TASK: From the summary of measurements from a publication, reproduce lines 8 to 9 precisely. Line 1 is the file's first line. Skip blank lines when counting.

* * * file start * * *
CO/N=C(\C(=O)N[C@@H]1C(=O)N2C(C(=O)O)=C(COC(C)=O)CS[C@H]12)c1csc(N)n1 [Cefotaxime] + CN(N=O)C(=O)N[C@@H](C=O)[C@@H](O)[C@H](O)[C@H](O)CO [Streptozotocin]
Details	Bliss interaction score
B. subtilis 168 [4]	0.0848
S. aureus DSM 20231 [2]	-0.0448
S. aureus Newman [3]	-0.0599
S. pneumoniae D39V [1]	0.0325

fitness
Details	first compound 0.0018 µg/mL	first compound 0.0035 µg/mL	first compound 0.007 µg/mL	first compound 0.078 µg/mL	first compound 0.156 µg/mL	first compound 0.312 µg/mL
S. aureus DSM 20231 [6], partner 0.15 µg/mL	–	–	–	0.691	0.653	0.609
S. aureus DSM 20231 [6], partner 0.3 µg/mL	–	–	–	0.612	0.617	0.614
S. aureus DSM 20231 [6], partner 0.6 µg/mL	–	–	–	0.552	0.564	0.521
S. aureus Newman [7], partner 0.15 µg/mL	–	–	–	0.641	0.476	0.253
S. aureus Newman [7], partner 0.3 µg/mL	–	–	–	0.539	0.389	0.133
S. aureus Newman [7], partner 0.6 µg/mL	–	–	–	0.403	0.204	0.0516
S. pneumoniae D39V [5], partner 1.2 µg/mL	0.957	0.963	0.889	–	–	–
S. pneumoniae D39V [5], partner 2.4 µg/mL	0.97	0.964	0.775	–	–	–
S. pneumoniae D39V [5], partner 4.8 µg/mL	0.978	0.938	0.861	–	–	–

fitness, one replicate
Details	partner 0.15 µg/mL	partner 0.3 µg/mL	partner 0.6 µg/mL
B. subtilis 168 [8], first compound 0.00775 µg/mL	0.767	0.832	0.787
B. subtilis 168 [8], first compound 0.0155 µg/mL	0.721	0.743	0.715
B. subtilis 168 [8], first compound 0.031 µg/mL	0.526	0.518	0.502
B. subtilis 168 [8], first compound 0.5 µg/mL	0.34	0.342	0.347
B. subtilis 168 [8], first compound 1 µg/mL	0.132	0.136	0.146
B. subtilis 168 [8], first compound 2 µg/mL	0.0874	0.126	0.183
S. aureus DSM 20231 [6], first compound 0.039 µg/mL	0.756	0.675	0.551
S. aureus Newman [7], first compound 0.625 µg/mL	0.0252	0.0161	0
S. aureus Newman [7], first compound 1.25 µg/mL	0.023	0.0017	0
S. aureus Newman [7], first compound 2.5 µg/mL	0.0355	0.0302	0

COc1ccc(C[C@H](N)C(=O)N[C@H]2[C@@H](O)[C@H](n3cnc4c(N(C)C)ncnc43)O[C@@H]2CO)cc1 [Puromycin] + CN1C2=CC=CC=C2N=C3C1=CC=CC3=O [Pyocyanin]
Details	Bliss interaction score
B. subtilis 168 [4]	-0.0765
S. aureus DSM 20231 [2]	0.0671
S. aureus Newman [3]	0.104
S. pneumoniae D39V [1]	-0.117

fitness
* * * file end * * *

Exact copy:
Details	first compound 0.0018 µg/mL	first compound 0.0035 µg/mL	first compound 0.007 µg/mL	first compound 0.078 µg/mL	first compound 0.156 µg/mL	first compound 0.312 µg/mL
S. aureus DSM 20231 [6], partner 0.15 µg/mL	–	–	–	0.691	0.653	0.609